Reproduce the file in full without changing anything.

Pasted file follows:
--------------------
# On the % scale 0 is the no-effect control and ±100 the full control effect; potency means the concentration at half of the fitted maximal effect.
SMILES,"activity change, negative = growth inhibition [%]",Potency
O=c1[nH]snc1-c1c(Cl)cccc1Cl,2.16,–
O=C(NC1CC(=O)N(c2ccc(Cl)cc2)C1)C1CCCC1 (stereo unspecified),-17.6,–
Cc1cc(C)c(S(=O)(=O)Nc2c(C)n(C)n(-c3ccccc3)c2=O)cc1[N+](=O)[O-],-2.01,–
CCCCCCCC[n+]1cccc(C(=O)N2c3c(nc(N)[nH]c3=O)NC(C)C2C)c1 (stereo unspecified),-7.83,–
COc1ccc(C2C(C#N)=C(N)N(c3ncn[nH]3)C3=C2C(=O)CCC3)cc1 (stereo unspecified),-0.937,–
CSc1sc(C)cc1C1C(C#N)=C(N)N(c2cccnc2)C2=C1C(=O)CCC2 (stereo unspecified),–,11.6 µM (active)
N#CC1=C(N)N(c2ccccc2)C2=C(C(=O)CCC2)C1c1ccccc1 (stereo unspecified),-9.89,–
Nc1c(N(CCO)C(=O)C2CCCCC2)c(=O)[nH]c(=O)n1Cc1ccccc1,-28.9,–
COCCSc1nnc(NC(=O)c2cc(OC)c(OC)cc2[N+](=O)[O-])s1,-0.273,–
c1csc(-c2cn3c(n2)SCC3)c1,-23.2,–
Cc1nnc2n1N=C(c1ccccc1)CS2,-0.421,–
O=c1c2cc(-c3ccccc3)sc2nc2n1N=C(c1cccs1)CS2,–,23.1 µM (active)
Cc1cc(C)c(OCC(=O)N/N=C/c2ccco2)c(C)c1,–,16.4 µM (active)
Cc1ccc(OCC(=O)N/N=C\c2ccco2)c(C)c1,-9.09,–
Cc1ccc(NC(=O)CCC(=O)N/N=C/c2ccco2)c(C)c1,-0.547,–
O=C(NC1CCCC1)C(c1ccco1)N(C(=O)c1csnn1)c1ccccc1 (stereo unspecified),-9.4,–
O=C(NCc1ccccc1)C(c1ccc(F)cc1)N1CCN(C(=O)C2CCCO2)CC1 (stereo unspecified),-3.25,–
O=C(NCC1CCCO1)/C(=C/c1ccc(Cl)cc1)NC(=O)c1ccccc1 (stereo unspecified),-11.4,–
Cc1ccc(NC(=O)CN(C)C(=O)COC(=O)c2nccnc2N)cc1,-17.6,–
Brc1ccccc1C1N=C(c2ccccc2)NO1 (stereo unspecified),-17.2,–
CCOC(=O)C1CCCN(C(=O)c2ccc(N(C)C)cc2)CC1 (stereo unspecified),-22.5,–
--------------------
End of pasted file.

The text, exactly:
# On the % scale 0 is the no-effect control and ±100 the full control effect; potency means the concentration at half of the fitted maximal effect.
SMILES,"activity change, negative = growth inhibition [%]",Potency
O=c1[nH]snc1-c1c(Cl)cccc1Cl,2.16,–
O=C(NC1CC(=O)N(c2ccc(Cl)cc2)C1)C1CCCC1 (stereo unspecified),-17.6,–
Cc1cc(C)c(S(=O)(=O)Nc2c(C)n(C)n(-c3ccccc3)c2=O)cc1[N+](=O)[O-],-2.01,–
CCCCCCCC[n+]1cccc(C(=O)N2c3c(nc(N)[nH]c3=O)NC(C)C2C)c1 (stereo unspecified),-7.83,–
COc1ccc(C2C(C#N)=C(N)N(c3ncn[nH]3)C3=C2C(=O)CCC3)cc1 (stereo unspecified),-0.937,–
CSc1sc(C)cc1C1C(C#N)=C(N)N(c2cccnc2)C2=C1C(=O)CCC2 (stereo unspecified),–,11.6 µM (active)
N#CC1=C(N)N(c2ccccc2)C2=C(C(=O)CCC2)C1c1ccccc1 (stereo unspecified),-9.89,–
Nc1c(N(CCO)C(=O)C2CCCCC2)c(=O)[nH]c(=O)n1Cc1ccccc1,-28.9,–
COCCSc1nnc(NC(=O)c2cc(OC)c(OC)cc2[N+](=O)[O-])s1,-0.273,–
c1csc(-c2cn3c(n2)SCC3)c1,-23.2,–
Cc1nnc2n1N=C(c1ccccc1)CS2,-0.421,–
O=c1c2cc(-c3ccccc3)sc2nc2n1N=C(c1cccs1)CS2,–,23.1 µM (active)
Cc1cc(C)c(OCC(=O)N/N=C/c2ccco2)c(C)c1,–,16.4 µM (active)
Cc1ccc(OCC(=O)N/N=C\c2ccco2)c(C)c1,-9.09,–
Cc1ccc(NC(=O)CCC(=O)N/N=C/c2ccco2)c(C)c1,-0.547,–
O=C(NC1CCCC1)C(c1ccco1)N(C(=O)c1csnn1)c1ccccc1 (stereo unspecified),-9.4,–
O=C(NCc1ccccc1)C(c1ccc(F)cc1)N1CCN(C(=O)C2CCCO2)CC1 (stereo unspecified),-3.25,–
O=C(NCC1CCCO1)/C(=C/c1ccc(Cl)cc1)NC(=O)c1ccccc1 (stereo unspecified),-11.4,–
Cc1ccc(NC(=O)CN(C)C(=O)COC(=O)c2nccnc2N)cc1,-17.6,–
Brc1ccccc1C1N=C(c2ccccc2)NO1 (stereo unspecified),-17.2,–
CCOC(=O)C1CCCN(C(=O)c2ccc(N(C)C)cc2)CC1 (stereo unspecified),-22.5,–